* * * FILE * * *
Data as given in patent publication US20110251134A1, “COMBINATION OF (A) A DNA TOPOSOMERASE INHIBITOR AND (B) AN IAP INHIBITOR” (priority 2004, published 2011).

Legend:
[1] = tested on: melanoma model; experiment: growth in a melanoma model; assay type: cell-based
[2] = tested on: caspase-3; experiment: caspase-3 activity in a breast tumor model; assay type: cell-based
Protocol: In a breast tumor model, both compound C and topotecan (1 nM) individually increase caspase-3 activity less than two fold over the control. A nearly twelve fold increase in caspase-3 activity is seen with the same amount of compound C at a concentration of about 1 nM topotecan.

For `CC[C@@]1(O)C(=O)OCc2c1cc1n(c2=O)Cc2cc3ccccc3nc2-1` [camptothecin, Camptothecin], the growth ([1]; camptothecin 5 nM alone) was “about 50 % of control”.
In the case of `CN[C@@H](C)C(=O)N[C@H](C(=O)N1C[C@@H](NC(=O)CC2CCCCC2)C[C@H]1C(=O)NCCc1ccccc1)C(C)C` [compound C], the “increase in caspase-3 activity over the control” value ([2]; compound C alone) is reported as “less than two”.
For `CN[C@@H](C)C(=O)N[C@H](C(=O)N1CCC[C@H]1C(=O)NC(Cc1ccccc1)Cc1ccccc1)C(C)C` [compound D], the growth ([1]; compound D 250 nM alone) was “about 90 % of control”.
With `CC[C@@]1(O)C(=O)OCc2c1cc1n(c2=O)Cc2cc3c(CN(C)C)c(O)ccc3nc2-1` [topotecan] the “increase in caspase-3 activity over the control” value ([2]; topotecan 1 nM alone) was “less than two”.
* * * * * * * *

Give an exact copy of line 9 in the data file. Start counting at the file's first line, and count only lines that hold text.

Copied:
With `CC[C@@]1(O)C(=O)OCc2c1cc1n(c2=O)Cc2cc3c(CN(C)C)c(O)ccc3nc2-1` [topotecan] the “increase in caspase-3 activity over the control” value ([2]; topotecan 1 nM alone) was “less than two”.